The aim of this study was to investigate whether microelectronic wear-time documentation can contribute to individualized orthodontic management.
The wear times and behaviors of 281 patients undergoing orthodontic treatment with removable appliances were quantified and analyzed using the TheraMon microelectronic system (Sales Agency Gschladt, Hargelsberg, Austria) over a 6-month treatment period.
The 281 study participants wore their removable appliances for a median of 9.0 hours per day, compared with the 12 to 15 hours per day prescribed. Wear behavior was variable and heterogeneous in patients with almost identical median wear times, with fluctuating and numerous zero wear-time periods observed.
Both the duration of daily wear time and the wear behavior need to be considered to individualize the prescription for wear time; this is made possible with microelectronic wear-time documentation. Individual prescription changes based on the wear-time documentation can be arranged with patients in a shared decision-making process to achieve effective and successful treatment progress.
Indication-dependent removable appliances, fixed appliances, and combinations of both are used in orthodontic treatment. In Europe, the less expensive and less invasive removable appliances are commonly used for orthodontic treatment, mainly in the first phase of 2-phase active treatment but also during the retention phase. In the United States, fixed multibracket appliances are largely preferred for the active phase. Removable devices, such as the Hawley retainer (used by 58% of American orthodontists), are used first in the subsequent retention phase.
The success of orthodontic treatment with removable devices depends on regular wearing of the device at the prescribed times, often for years. This high expectation of adherence to the wear-time prescription has been a major argument against the use of removable devices, since it is often not achieved. Until recently, the practitioner has only been able to prescribe empirically derived, and usually standardized, wear times, the choice of which can largely depend on personal preference, experience, or bias. In addition, it is unclear which wear-time protocols apply optimal pressure with respect to tooth movement.
It has been shown that appliance wear times can be reliably documented over a period of months using a newly developed, temperature-sensitive microsensor (TheraMon microelectronic system; Sales Agency Gschladt, Hargelsberg, Austria) incorporated into removable appliances by polymerization. The wear times are determined at 15-minute intervals based on the temperature of the oral cavity and are displayed as a wear-time graph. The wear-time graph can be accessed at any time during treatment, and the instant retrieval of data means that the information is on hand at checkup appointments.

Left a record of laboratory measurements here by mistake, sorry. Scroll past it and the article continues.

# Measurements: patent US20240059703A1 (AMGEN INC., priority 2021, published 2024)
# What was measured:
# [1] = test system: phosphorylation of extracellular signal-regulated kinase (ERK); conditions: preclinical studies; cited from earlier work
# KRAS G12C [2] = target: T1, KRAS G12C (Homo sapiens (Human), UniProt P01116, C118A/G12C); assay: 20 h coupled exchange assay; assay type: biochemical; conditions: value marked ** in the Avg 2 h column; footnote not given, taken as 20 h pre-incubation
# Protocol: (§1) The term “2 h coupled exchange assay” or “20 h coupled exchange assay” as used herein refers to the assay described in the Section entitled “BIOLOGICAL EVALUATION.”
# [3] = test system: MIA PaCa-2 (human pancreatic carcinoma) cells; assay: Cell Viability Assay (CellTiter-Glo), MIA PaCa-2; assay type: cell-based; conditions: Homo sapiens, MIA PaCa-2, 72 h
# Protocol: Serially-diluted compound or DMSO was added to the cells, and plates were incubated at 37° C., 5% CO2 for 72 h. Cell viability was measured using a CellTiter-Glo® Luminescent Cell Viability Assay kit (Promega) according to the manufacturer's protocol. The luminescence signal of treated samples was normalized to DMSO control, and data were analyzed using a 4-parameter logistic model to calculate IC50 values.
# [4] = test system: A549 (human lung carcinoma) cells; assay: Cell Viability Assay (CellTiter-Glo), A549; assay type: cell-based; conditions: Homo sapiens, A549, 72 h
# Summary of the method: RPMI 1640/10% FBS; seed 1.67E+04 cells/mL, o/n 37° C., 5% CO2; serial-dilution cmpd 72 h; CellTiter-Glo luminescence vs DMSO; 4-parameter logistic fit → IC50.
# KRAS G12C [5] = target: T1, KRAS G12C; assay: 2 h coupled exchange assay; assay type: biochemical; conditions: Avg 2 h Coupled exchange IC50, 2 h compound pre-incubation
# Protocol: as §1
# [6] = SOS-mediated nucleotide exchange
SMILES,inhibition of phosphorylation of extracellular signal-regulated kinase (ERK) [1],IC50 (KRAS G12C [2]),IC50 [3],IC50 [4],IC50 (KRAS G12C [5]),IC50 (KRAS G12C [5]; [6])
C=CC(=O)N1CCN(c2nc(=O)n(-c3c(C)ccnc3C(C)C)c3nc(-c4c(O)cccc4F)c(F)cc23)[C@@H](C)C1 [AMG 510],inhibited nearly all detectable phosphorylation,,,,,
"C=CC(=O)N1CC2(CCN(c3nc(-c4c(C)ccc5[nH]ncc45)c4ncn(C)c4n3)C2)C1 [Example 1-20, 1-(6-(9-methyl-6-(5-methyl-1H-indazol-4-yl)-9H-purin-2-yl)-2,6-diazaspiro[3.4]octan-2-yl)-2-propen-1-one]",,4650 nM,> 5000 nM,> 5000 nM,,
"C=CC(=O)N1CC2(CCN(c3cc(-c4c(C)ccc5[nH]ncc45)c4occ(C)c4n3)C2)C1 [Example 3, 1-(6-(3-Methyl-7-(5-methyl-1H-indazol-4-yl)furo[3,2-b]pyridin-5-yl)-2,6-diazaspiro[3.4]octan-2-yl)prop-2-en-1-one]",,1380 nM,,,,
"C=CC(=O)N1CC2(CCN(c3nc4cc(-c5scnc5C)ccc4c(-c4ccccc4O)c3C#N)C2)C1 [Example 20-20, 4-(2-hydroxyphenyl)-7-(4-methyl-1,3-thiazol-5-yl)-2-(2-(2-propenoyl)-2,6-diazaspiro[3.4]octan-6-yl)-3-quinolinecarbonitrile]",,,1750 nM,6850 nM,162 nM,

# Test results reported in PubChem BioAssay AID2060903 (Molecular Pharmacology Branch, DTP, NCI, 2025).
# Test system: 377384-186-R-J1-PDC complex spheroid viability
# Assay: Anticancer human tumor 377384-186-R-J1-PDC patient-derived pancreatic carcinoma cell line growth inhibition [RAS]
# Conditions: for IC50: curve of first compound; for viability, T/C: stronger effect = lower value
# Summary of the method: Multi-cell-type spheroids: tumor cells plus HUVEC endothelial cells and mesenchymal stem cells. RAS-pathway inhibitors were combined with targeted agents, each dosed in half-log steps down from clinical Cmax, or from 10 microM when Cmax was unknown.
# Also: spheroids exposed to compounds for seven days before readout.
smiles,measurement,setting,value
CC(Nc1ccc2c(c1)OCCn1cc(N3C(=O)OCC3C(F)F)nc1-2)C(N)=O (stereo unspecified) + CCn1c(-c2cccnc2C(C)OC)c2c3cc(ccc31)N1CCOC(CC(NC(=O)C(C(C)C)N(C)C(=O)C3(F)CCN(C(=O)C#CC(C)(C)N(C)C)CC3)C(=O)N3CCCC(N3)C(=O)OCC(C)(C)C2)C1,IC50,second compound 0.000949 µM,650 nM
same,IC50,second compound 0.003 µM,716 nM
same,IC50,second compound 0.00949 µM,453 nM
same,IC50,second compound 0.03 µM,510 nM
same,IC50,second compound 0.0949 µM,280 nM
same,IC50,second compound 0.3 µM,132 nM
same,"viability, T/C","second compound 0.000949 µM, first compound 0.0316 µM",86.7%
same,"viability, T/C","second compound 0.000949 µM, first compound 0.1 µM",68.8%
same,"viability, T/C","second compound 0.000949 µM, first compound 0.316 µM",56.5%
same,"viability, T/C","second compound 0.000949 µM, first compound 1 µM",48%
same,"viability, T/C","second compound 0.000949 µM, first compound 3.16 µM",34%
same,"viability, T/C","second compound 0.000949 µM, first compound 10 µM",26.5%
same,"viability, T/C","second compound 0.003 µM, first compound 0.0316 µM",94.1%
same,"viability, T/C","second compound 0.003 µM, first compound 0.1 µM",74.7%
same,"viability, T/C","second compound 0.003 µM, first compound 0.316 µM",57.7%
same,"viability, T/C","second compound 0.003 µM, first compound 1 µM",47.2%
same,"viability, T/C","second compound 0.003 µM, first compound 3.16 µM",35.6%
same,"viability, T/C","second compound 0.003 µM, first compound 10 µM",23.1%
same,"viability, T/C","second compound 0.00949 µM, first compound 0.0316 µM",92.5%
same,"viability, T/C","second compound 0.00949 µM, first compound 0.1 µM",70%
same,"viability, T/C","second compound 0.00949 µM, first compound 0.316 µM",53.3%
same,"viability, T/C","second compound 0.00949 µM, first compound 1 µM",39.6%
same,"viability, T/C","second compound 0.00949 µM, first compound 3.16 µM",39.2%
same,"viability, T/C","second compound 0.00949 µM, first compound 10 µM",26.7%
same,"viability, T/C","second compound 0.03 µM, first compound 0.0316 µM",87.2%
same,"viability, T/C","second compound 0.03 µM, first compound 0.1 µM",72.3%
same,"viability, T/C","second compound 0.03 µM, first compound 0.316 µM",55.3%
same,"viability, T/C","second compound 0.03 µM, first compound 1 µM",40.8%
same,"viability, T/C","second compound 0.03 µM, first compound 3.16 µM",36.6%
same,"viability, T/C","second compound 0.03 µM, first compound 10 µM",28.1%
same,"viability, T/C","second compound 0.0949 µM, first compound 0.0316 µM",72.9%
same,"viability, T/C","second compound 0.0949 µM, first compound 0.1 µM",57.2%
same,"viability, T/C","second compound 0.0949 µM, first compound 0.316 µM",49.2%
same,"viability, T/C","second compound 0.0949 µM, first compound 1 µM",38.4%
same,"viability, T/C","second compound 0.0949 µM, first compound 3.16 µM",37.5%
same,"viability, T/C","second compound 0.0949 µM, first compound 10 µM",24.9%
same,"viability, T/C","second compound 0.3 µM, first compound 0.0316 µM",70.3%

Wear-time documentation not only is accepted by most patients but is also well received, as shown in a recent questionnaire study. Furthermore, when the patient is made aware of wear-time data, this has a positive effect on adherence. Microelectronic wear-time documentation can therefore be used with confidence in the clinic; in our experience, it is being requested by more patients and their parents. Effective treatment depends on efficient transfer of the intermittent forces generated by removable appliances to the dentoalveolar complex. Therefore, both median wear-time duration and daily wear behavior might be expected to have a significant effect on treatment outcome. Here we analyze, for the first time, how wear time becomes individualized by measuring individual execution of prescribed wear times using microelectronically quantified wear-time data.
Material and methods
The commercially available TheraMon microsensor was used to measure wear times of removable appliances (plates and functional orthodontic devices) in each patient during the active treatment phase. The sensor was incorporated into the appliance by polymerization according to published methods. The recorded wear times were documented as wear-time graphs using TheraMon software.
The mean daily wear times were determined in 281 wear-time graphs from young patients who were treated in a private orthodontic practice in Traben-Trarbach, Germany, or in the orthodontic department of the University Hospital of Tübingen, Germany, and who had worn the appliances for a 6-month treatment period. The patients were enrolled in the study between November 2010 and May 2012. The inclusion criteria were as follows: age between 6 and 18 years; no syndromic illness; orthodontic treatment with plates or functional orthodontic appliances with an integral microelectronic wear-time gauge; wear time for a period of at least 6 months; and a checkup at least every 100 days. We enrolled 146 boys and 135 girls into the study. They were between 6 and 17 years of age (mean age, 11.6 years; SD, 2.4 years). The study was approved by the University Hospital of Tübingen ethics committee (registration numbers 128/2009B01 and 339/2012B01).